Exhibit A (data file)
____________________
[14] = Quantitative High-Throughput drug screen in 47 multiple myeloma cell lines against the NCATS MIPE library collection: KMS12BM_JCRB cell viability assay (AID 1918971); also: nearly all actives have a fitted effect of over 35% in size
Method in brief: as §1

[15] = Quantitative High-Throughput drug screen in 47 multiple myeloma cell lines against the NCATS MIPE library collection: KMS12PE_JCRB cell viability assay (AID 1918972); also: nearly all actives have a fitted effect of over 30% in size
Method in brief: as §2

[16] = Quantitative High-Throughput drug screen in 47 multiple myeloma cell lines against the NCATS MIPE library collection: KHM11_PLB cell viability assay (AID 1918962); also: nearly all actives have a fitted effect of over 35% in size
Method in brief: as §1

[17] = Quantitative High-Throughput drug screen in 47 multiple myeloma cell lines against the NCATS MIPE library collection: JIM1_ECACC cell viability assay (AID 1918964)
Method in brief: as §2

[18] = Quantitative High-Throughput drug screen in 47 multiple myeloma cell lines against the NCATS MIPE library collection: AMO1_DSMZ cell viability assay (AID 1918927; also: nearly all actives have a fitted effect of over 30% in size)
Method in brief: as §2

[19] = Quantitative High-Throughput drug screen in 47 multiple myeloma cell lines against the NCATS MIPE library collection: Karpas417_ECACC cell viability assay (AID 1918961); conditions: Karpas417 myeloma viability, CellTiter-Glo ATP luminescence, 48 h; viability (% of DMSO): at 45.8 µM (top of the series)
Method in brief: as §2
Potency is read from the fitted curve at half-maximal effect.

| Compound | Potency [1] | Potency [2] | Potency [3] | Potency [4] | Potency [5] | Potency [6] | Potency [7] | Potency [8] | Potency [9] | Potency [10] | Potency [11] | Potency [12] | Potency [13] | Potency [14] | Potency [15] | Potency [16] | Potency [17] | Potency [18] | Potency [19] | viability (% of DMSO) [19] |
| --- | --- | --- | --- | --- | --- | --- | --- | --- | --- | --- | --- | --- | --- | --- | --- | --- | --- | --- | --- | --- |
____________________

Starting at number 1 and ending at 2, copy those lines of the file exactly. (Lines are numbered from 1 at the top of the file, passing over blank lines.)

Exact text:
[14] = Quantitative High-Throughput drug screen in 47 multiple myeloma cell lines against the NCATS MIPE library collection: KMS12BM_JCRB cell viability assay (AID 1918971); also: nearly all actives have a fitted effect of over 35% in size
Method in brief: as §1